Bacillus subtilis spores were suspended in saline solution (107 cfu/ml) and treated by both conventional heating and CO2 batch treatment at an operating pressure in the range of 70-150 bar under identical temperature conditions. Temperatures tested were in the range of 36-75 °C. Survival curves indicated significantly higher lethality when spores were treated with supercritical CO2 (SC-CO2) rather than with heating alone. These results appear particularly evident at 60 °C, a temperature at which conventional heating gave no spore-inactivation after a treating time as long as 24 h, whereas a 6 h SC-CO2 treatment led to complete sterilization. At 75 °C spores were partially killed with conventional heating but a treatment of 2 with SC-CO2 hours assured total inactivation. It is concluded that spore-inactivation during SC-CO2 treatment was only in part due to thermal effect (at the higher temperature of 75 °C) and there was a significant additional effect caused by CO2 penetration inside the latent bacteria forms.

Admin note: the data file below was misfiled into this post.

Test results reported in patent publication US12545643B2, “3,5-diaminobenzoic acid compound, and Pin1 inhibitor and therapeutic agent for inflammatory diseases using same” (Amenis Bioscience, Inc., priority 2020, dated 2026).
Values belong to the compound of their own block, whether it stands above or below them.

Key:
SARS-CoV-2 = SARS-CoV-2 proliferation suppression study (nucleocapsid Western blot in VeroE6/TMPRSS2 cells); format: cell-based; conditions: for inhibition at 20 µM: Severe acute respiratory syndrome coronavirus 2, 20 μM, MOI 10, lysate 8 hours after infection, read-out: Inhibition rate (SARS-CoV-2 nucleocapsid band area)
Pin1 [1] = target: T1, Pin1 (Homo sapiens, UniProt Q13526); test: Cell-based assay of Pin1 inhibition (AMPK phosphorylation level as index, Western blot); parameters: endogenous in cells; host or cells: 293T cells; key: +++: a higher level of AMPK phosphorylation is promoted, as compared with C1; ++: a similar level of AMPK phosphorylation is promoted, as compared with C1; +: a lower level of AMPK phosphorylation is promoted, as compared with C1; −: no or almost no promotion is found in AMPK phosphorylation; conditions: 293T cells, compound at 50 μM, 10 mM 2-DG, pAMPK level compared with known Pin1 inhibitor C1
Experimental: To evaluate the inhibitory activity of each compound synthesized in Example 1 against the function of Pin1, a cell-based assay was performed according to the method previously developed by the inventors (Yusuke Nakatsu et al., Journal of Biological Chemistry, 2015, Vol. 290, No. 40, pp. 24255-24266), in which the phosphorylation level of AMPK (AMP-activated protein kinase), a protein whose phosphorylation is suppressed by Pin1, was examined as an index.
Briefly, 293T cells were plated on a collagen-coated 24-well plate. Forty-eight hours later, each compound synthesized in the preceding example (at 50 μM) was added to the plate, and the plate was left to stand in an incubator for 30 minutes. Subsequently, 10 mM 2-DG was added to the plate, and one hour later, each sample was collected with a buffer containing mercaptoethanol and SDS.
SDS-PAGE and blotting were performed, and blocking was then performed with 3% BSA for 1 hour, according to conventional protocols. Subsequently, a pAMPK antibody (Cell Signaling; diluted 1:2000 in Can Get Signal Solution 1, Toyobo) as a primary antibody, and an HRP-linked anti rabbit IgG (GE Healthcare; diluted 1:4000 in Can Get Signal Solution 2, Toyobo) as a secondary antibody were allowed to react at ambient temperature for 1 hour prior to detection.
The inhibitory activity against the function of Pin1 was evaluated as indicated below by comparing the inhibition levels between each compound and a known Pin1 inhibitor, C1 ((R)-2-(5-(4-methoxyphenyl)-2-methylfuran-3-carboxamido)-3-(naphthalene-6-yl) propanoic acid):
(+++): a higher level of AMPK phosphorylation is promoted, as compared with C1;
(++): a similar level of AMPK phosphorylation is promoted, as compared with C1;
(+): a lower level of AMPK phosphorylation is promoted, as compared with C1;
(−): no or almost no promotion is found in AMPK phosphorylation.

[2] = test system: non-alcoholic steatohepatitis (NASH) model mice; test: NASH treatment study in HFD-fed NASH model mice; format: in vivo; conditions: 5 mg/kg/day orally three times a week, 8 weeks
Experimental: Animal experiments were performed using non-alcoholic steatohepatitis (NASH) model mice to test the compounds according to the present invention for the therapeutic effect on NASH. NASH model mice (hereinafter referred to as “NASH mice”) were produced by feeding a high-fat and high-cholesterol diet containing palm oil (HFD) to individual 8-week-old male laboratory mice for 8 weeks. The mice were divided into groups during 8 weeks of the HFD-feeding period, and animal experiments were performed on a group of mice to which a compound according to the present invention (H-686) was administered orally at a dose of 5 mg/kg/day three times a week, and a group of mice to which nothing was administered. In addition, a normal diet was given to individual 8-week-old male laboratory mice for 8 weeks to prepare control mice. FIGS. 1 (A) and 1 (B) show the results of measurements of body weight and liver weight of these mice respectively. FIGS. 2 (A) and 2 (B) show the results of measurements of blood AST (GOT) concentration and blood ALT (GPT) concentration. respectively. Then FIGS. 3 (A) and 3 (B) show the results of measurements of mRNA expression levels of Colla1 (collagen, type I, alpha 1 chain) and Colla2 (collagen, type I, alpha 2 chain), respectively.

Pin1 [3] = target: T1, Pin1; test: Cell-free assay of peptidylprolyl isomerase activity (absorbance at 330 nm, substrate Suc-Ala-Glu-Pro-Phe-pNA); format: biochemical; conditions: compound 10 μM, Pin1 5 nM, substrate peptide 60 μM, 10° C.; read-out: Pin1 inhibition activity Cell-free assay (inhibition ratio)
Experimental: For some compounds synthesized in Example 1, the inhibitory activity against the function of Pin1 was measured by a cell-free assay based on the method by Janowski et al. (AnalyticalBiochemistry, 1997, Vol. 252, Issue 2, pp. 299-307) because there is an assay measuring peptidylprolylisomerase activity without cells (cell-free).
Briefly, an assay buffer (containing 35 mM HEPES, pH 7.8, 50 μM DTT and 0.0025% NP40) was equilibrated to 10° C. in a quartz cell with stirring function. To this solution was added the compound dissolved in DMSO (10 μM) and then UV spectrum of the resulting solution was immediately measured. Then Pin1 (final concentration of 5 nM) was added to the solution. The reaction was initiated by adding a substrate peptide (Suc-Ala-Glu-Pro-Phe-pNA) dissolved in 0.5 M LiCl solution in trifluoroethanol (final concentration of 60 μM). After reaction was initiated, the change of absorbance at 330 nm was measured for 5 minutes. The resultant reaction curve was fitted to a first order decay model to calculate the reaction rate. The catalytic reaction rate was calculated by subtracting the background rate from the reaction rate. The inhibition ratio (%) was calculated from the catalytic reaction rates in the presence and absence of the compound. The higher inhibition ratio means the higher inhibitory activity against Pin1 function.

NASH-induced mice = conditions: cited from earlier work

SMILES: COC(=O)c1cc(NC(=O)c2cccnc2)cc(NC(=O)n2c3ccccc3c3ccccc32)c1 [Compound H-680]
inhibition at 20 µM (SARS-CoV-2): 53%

- Bacillus subtilis
- Supercritical CO